The Lincoln Park Home of real-estate lawyer John Cusack
Former home of John Cusack. See last paragraph below.

In Chicago, Milwaukee, Detroit and Indianapolis, the rate of homes going into foreclosure is about the same. But according to a new study by analysts at the Federal Reserve Bank of Chicago, distressed homes here stay in foreclosure longer than they do in those other markets—which means they are likely to drag down our local housing market longer than the distressed homes in those other cities.

In their article, “What is the Foreclosure Rate?”, analysts from the Fed’s community development and policy studies group looked at the foreclosure rates in June in five major Midwestern metro areas. (Des Moines/Polk County, Iowa was also on the list, but its foreclosure rate is well below the rest of the pack.) They found that in the home counties of the four big cities, the pace of homes exiting foreclosure through a sale, a loan modification, or some other settlement was markedly slower in Cook County than in the other regions, even though the rate of homes going into foreclosure ran about the same.

In June, 5 percent of Cook County foreclosures “transitioned,” as the report puts it; in Indianapolis/Marion County, the figure was 7.8 percent; in Milwaukee City/County, it was 10 percent; and in Detroit/Wayne County, it was 20.7 percent—better than four times the rate here. “The slow transition rate is a big factor in why [Cook County’s] foreclosure rate looks so high,” said Emily Engle Rotenberg, one of the study’s authors. “We want to see people focusing their attention on that aspect of the problem.”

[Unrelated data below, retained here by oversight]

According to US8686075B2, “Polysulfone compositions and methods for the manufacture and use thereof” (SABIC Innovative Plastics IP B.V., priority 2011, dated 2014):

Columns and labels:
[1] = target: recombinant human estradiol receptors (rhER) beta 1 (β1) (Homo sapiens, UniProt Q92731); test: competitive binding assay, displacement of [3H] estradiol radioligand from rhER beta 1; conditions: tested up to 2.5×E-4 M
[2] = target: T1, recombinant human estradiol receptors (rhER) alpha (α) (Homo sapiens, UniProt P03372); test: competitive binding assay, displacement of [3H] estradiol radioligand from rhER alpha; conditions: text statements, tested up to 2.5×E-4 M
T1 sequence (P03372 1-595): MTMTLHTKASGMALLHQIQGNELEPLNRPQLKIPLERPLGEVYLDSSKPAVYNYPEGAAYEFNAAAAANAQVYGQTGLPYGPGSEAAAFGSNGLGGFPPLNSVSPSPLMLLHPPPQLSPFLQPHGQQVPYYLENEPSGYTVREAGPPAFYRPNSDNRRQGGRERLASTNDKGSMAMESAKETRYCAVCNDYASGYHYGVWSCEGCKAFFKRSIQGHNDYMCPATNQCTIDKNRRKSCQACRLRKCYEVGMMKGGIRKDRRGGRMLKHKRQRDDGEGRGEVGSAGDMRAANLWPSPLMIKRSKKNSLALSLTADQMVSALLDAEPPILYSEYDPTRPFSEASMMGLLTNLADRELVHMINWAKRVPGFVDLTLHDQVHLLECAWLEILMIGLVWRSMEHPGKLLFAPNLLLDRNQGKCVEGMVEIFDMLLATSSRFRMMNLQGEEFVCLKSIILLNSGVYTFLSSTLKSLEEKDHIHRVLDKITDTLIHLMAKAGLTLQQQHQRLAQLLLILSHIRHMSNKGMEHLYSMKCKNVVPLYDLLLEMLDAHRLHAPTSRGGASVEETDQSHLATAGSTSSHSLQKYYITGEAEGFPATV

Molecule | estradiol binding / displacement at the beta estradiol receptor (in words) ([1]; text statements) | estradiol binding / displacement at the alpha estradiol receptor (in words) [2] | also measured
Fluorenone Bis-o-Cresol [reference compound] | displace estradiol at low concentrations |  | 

Earlier this year, the Chicago News Coop reported that Chicago has the nation’s biggest backlog of unsold foreclosures, with the implication that, until all that inventory clears, home prices will remain suppressed. This Fed report suggests that our region may have even more trouble ahead, given that most forecasters say that there are additional foreclosures in the pipeline. If foreclosures are slower to process and transition here than in other parts of the Midwest, then the Chicago housing market could take longer to recover, which could diminish the city’s desirability.

“Even when people aren’t going into foreclosure [at the same high rate] anymore, there will still be an inventory of foreclosures,” said Robin Newberger, a member of the research team. “It extends the path to recovery,” added her colleague Daniel DiFranco. “It will take longer for the market to find its true bottom,” which is necessary before a sustainable upturn can begin.

The researchers are still looking into the factors in Chicago’s slower foreclosure process, but they cite bank policies, the availability of mediation, and housing prices (we’re more expensive) as contributing to the delay. They will post their study soon, and I’ll link to it here.


Also: John Cusack sold his house September 15—but it wasn’t the movie star John Cusack. This Cusack, a real-estate lawyer at DLA Piper, sold the 12-room Lincoln Park house where he had lived since 1994 for $1.85 million, down from his $2 million asking price. He did not respond to a request for comment on whether, during the 17 years he lived in the home, fans ever stood outside his house in trench coats holding boom boxes above their heads.